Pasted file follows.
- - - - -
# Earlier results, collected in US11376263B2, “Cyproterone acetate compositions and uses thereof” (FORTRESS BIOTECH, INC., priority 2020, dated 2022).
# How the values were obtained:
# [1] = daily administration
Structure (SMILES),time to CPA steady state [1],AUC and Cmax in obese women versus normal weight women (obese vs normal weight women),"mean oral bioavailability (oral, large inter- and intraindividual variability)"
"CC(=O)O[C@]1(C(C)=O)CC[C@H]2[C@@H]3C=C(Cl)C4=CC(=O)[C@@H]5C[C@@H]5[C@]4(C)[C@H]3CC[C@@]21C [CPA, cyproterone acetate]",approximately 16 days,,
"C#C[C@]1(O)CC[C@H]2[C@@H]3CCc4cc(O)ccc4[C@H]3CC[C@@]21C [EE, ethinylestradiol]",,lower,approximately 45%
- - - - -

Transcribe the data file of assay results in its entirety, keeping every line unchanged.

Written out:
# Earlier results, collected in US11376263B2, “Cyproterone acetate compositions and uses thereof” (FORTRESS BIOTECH, INC., priority 2020, dated 2022).
# How the values were obtained:
# [1] = daily administration
Structure (SMILES),time to CPA steady state [1],AUC and Cmax in obese women versus normal weight women (obese vs normal weight women),"mean oral bioavailability (oral, large inter- and intraindividual variability)"
"CC(=O)O[C@]1(C(C)=O)CC[C@H]2[C@@H]3C=C(Cl)C4=CC(=O)[C@@H]5C[C@@H]5[C@]4(C)[C@H]3CC[C@@]21C [CPA, cyproterone acetate]",approximately 16 days,,
"C#C[C@]1(O)CC[C@H]2[C@@H]3CCc4cc(O)ccc4[C@H]3CC[C@@]21C [EE, ethinylestradiol]",,lower,approximately 45%